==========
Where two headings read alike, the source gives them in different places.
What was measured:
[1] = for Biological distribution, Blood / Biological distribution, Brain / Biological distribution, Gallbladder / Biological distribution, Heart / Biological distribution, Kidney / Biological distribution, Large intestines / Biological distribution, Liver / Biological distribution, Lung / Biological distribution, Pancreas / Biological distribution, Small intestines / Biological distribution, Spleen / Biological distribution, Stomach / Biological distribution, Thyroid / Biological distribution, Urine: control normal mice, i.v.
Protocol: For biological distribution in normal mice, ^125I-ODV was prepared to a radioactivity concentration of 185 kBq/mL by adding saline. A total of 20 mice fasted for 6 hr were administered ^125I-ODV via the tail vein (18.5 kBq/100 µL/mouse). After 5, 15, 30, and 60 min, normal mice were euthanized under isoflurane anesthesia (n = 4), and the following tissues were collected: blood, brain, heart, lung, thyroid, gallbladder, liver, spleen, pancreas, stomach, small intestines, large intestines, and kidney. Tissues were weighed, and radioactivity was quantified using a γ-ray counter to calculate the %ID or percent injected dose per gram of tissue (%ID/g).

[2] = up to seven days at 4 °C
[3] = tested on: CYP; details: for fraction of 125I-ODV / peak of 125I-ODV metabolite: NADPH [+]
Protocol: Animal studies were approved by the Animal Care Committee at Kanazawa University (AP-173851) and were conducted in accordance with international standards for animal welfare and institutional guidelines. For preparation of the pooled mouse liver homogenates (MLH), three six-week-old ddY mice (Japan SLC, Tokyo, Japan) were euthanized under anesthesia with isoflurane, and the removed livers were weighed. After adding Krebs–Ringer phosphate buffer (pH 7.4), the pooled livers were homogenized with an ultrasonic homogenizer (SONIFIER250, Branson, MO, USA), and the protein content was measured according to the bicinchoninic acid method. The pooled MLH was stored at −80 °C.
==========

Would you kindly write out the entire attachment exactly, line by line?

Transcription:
Where two headings read alike, the source gives them in different places.
What was measured:
[1] = for Biological distribution, Blood / Biological distribution, Brain / Biological distribution, Gallbladder / Biological distribution, Heart / Biological distribution, Kidney / Biological distribution, Large intestines / Biological distribution, Liver / Biological distribution, Lung / Biological distribution, Pancreas / Biological distribution, Small intestines / Biological distribution, Spleen / Biological distribution, Stomach / Biological distribution, Thyroid / Biological distribution, Urine: control normal mice, i.v.
Protocol: For biological distribution in normal mice, ^125I-ODV was prepared to a radioactivity concentration of 185 kBq/mL by adding saline. A total of 20 mice fasted for 6 hr were administered ^125I-ODV via the tail vein (18.5 kBq/100 µL/mouse). After 5, 15, 30, and 60 min, normal mice were euthanized under isoflurane anesthesia (n = 4), and the following tissues were collected: blood, brain, heart, lung, thyroid, gallbladder, liver, spleen, pancreas, stomach, small intestines, large intestines, and kidney. Tissues were weighed, and radioactivity was quantified using a γ-ray counter to calculate the %ID or percent injected dose per gram of tissue (%ID/g).

[2] = up to seven days at 4 °C
[3] = tested on: CYP; details: for fraction of 125I-ODV / peak of 125I-ODV metabolite: NADPH [+]
Protocol: Animal studies were approved by the Animal Care Committee at Kanazawa University (AP-173851) and were conducted in accordance with international standards for animal welfare and institutional guidelines. For preparation of the pooled mouse liver homogenates (MLH), three six-week-old ddY mice (Japan SLC, Tokyo, Japan) were euthanized under anesthesia with isoflurane, and the removed livers were weighed. After adding Krebs–Ringer phosphate buffer (pH 7.4), the pooled livers were homogenized with an ultrasonic homogenizer (SONIFIER250, Branson, MO, USA), and the protein content was measured according to the bicinchoninic acid method. The pooled MLH was stored at −80 °C.